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Asana's (NYSE:ASAN) Unprofitability is Hardly a Concern

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This article first appeared on Simply Wall St News.

Flying on the headwind of remote work and increasingly important online work management, Asana (NYSE: ASAN) has been doing great in 2021, almost tripling up before the latest earnings caused a parabolic rally.

In the wake of these events, we will look at the numbers and examine the current cash burn of this exciting yet unprofitable company.

View our latest analysis for Asana

Earnings Results

  • Non-GAAP EPS: -US$0.23 (beat by US$0.03)

  • GAAP EPS: -US$0.40 (in line) Revenue: US$89.6m (beat by US$7.24m)

  • FY2022 Revenue: US$357m-359m (+57-58% y/y) vs US$338.88m consensus

The company's outlook is improving, with data showing that the customers who spend US$50,000 per year grew by 111%. The following graph shows the strong positive paying customers growth.

<span> <span> Asana's Paying Customer Growth; Source: <a href="https://investors.asana.com" rel="nofollow noopener" target="_blank" data-ylk="slk:Investor Presentation" class="link rapid-noclick-resp">Investor Presentation</a> </span> </span>
Asana's Paying Customer Growth; Source: Investor Presentation

CEO Dustin Moskovitz reflected that the company is helping society through one of history's most significant workplace transformations. He named some of the latest partnerships, especially a deep integration with Zoom Video Communications (NASDAQ: ZM).

Meanwhile, Asana became one of the first companies to list on the Long-Term Stock Exchange (LTSE). This exchange was founded 2 years ago to list the companies that focus on long-term value creation and accountability regarding executive compensation.

Outlining the Cash Burn

For this article, we'll define cash burn as the amount of cash the company spends each year to fund its growth (also called its negative free cash flow). Let's start with an examination of the business' cash relative to its cash burn.

Does Asana Have A Long Cash Runway?

A company's cash runway is the amount of time it would take to burn through its cash reserves at its current cash burn rate. Asana has such a small amount of debt that we'll set it aside and focus on the US$374m in cash it held in July 2021.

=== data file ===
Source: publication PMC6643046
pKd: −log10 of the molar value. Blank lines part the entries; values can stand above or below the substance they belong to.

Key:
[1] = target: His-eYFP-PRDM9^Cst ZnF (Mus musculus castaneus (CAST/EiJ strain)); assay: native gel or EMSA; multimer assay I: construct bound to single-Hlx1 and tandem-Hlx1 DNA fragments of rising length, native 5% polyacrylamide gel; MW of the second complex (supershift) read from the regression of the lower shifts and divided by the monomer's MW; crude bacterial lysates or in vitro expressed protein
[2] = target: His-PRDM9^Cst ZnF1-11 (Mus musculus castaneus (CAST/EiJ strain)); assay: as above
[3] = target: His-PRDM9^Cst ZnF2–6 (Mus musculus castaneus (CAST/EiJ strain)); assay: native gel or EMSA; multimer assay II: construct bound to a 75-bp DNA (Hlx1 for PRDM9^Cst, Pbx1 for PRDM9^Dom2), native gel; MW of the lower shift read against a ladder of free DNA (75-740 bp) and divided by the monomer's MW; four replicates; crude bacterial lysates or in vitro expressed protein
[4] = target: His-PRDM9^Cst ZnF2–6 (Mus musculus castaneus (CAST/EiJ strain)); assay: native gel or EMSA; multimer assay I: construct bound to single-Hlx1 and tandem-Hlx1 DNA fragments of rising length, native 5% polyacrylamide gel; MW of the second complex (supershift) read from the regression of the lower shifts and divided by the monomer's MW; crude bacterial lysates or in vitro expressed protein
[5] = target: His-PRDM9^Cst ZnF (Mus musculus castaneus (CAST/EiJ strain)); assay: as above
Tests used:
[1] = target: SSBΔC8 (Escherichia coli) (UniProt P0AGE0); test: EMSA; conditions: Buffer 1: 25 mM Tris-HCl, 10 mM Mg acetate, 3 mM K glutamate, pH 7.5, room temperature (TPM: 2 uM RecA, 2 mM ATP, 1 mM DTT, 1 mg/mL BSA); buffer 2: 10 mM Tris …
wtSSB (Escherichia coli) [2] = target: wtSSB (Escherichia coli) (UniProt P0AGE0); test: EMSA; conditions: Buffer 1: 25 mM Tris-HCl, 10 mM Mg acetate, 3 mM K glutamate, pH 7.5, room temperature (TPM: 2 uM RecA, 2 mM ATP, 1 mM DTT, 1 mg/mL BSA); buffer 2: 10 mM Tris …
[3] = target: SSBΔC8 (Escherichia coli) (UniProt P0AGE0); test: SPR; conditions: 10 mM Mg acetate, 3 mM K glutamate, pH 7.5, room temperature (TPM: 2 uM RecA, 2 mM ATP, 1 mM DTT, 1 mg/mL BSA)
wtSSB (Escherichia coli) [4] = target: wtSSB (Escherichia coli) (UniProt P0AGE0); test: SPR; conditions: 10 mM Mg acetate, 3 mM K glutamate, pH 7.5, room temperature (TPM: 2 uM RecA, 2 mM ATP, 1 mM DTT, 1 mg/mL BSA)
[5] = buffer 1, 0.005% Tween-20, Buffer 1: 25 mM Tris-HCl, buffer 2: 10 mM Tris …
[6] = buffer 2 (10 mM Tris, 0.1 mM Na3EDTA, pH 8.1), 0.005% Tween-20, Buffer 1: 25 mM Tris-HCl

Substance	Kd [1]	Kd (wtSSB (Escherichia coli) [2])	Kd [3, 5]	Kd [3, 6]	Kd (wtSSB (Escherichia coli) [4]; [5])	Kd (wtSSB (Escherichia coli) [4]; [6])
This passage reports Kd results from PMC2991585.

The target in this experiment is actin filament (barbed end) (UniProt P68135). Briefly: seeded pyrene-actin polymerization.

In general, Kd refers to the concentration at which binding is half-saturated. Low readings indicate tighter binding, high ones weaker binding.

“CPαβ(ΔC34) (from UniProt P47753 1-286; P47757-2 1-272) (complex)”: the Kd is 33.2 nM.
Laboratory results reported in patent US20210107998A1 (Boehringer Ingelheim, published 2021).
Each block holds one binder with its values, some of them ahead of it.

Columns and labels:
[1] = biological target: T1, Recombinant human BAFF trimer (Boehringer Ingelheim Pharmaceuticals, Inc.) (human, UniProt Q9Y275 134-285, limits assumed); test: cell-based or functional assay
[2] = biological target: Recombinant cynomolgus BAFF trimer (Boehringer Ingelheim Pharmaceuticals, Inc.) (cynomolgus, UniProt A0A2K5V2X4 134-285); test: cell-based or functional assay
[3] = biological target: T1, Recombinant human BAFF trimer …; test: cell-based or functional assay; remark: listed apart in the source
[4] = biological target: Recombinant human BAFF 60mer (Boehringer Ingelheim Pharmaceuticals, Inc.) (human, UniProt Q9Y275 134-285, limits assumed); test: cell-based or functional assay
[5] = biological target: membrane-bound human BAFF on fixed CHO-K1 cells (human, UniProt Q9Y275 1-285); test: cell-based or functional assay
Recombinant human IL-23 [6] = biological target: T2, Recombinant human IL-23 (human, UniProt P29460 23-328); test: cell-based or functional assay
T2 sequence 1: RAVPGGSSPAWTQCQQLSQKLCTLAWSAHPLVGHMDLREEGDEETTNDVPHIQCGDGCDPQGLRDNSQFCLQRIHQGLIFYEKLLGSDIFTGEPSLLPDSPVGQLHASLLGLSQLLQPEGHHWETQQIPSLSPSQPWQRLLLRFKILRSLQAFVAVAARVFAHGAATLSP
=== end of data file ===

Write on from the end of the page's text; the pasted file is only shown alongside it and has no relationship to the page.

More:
Looking at the last twelve months, the cash burn was US$144m. That means it had a cash runway of about 2.6 years as of July 2021. Notably, analysts forecast that Asana will break even (at a free cash flow level) in about 3 years.

While it doesn't have much breathing room - it shouldn't need more cash, considering that cash burn should be continually reducing.

You can see how its cash balance has changed over time in the image below.


How Well Is Asana Growing?

Asana boosted investment sharply in the last year, with cash burn ramping by 66%. While that certainly gives us pause for thought, we take a lot of comfort in the strong annual revenue growth of 62%.

Considering the factors above, the company doesn't fare badly when assessing how it is changing over time. While the past is always worth studying, it is the future that matters most of all. So you might want to take a peek at how much the company is expected to grow in the next few years.

How Easily Can Asana Raise Cash?

While Asana seems to be in a decent position, we reckon it is still worth thinking about how easily it could raise more cash, if that proved desirable. Issuing new shares, or taking on debt, are the most common ways for a listed company to raise more money for its business.

One of the main advantages held by publicly listed companies is that they can sell shares to investors to raise cash and fund growth. By looking at a company's cash burn relative to its market capitalization, we understand how much shareholders would be diluted if the company needed to raise enough cash to cover another year's cash burn.

Since it has a market capitalization of US$22b, Asana's US$144m in cash burn equates to about 0.7% of its market value. So it could almost certainly just borrow a little to fund another year's growth, or else easily raise the cash by issuing a few shares.

How Risky Is Asana's Cash Burn Situation?

It may already be apparent to you that we're relatively comfortable with the way Asana is burning through its cash. In particular, we think its revenue growth stands out as evidence that the company is well on top of its spending.

After considering the various metrics mentioned in this report, we're pretty comfortable that the company will meet its needs over the medium term.

It is important for readers to be cognizant of the risks that can affect the company's operations, and we've picked out 2 warning signs for Asana that investors should know when investing in the stock.

Of course, you might find a fantastic investment by looking elsewhere. So take a peek at this free list of interesting companies, and this list of stocks growth stocks (according to analyst forecasts)

Simply Wall St analyst Stjepan Kalinic and Simply Wall St have no position in any of the companies mentioned. This article is general in nature. We provide commentary based on historical data and analyst forecasts only using an unbiased methodology and our articles are not intended to be financial advice. It does not constitute a recommendation to buy or sell any stock and does not take account of your objectives, or your financial situation. We aim to bring you long-term focused analysis driven by fundamental data. Note that our analysis may not factor in the latest price-sensitive company announcements or qualitative material.

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